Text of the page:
AsclepiX Therapeutics eyeing clinical trials after closing $35M Series A

The Remington-based biotech company developing treatments for diseases that cause blindness is expecting to begin trials later this year.

Inside FastForward 1812, an East Baltimore-based incubator home that is based in East Baltimore. (Photo by Stephen Babcock)

Remington-based biotech company AsclepiX Therapeutics raised $35 million in funding for clinical trials of the treatment it is developing for eye diseases that are leading causes of blindness in adults.

The Series A round was led by the Perceptive Xontogeny Venture Fund, which focuses on early stage life sciences. Also participating as a new investor was Perceptive Life Sciences Fund, which, like the lead investor, is a fund managed by New-York-based Perceptive Advisors. Existing investors contributing in the round included Rapha Capital Management and Barer & Son Capital.

“This investment represents a watershed moment for AsclepiX and provides transformative support for our vision to revolutionize the therapy of retinal disease and ultimately apply our computational technology platform to the discovery of novel clinically active molecules,” Dr. Steven M. Altschuler, chair of the AsclepiX board and cofounder of Spark Therapeutics, which scored a record-setting exit for Philly when it was acquired by Roche last year.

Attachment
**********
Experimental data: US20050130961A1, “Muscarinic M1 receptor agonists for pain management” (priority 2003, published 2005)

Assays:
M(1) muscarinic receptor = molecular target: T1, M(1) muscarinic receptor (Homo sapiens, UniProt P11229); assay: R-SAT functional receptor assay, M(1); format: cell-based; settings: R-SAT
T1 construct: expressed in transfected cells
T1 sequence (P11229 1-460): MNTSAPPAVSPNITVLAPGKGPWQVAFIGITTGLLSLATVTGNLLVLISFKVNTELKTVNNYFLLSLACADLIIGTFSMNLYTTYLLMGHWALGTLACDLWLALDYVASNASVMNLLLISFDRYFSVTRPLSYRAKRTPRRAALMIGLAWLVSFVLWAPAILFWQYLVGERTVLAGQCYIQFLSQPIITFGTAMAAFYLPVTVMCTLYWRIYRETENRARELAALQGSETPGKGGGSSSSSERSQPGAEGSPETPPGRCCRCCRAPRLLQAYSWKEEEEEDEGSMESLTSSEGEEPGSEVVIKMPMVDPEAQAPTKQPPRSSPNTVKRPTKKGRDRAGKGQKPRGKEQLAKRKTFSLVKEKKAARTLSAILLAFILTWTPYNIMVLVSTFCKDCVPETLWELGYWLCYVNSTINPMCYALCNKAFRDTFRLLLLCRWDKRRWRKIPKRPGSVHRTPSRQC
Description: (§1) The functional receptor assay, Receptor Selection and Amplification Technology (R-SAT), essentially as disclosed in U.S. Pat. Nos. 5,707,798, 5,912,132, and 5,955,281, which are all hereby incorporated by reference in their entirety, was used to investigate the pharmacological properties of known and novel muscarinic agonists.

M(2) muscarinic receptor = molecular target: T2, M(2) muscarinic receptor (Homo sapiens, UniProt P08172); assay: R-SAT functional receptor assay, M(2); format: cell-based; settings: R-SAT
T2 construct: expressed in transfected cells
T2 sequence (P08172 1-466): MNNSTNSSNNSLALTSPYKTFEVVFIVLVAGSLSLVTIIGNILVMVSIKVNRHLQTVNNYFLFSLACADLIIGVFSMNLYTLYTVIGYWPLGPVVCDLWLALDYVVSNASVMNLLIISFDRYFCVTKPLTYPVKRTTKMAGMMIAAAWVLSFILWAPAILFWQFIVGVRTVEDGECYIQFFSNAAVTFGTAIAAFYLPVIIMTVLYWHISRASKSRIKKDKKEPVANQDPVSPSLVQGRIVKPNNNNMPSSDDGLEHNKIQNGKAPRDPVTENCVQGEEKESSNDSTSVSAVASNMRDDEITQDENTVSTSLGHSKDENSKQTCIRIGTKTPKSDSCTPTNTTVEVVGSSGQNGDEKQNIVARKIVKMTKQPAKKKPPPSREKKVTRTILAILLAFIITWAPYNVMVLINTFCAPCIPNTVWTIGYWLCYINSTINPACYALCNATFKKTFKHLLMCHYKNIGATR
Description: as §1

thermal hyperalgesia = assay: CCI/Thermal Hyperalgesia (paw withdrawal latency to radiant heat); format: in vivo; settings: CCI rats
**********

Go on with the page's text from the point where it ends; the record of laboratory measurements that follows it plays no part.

One of a cluster of biotech companies that grew out of research at the city’s medical institutions, the company was founded by Drs. Aleksander S. Popel and Jordan J. Green of the Johns Hopkins School of Medicine. It is now based at Remington’s R. House, where Johns Hopkins Tech Ventures maintains office and lab space. It also has an office in Jersey City, New Jersey.

AsclepiX developed a computational biology-based discovery platform. Its investigational drug candidate, called AXT107, emerged from that platform. The drug is being developed to treat diseases eye disease called diabetic macular edema (DME), wet age-related macular degeneration (wet AMD) and macular edema secondary to retinal vein occlusion (RVO).

The therapy could be given in one injection a year, the company said. This is a difference from currently available therapies, which require injections every one to three months, which leads to more treatment burden and potentially fewer doses than called for being given. The funding will support Phase 1 and 2a clinical trials for the company, in which the treatment is evaluated in human patients. The first clinical trials are set to begin later this year. The company has openings for six positions currently posted, many of which are related to clinical trials.

Joining the company’s board with the financing are Perceptive Advisors’ PXV Fund Manager Chris Garabedian and Dr. Ben Askew, a partner for R&D at Xontogeny.


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